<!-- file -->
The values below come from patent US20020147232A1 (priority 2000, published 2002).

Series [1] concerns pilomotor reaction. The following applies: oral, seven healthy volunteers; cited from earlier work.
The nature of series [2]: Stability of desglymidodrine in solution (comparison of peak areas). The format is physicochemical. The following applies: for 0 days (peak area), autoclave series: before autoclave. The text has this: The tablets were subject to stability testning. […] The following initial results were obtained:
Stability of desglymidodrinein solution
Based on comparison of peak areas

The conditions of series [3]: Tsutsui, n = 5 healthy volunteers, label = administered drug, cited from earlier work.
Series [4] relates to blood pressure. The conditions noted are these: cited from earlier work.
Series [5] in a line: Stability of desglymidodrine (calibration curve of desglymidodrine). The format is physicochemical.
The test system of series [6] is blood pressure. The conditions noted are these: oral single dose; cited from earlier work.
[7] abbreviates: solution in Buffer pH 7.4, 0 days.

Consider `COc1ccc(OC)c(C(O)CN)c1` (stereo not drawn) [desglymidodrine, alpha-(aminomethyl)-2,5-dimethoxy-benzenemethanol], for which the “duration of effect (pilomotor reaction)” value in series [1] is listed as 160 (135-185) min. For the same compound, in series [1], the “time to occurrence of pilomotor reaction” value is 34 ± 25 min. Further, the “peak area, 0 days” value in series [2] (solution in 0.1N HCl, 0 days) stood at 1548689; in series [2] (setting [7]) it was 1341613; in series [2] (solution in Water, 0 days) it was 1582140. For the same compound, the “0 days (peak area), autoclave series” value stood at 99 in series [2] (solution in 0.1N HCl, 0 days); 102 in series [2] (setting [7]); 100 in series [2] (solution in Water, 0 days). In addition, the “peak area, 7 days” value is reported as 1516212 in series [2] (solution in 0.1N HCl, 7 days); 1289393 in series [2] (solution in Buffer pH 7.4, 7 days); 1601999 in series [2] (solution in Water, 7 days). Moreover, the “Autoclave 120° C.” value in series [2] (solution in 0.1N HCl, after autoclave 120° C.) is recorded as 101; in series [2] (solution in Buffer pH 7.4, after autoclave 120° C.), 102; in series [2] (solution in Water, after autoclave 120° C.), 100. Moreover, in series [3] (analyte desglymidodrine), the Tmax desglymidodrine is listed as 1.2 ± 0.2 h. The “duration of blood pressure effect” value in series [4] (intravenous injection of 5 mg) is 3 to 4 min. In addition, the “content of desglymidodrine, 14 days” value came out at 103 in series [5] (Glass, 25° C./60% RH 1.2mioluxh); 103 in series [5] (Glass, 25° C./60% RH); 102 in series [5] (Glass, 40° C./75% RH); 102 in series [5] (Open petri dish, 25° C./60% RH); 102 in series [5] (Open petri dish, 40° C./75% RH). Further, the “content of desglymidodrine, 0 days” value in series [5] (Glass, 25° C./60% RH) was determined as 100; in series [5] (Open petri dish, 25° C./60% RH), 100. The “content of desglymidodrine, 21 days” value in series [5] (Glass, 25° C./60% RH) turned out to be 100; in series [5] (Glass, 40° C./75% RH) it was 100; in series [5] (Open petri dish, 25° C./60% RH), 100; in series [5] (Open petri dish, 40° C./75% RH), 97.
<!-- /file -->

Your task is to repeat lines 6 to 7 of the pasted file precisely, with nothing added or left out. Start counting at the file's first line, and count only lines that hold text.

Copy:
The conditions of series [3]: Tsutsui, n = 5 healthy volunteers, label = administered drug, cited from earlier work.
Series [4] relates to blood pressure. The conditions noted are these: cited from earlier work.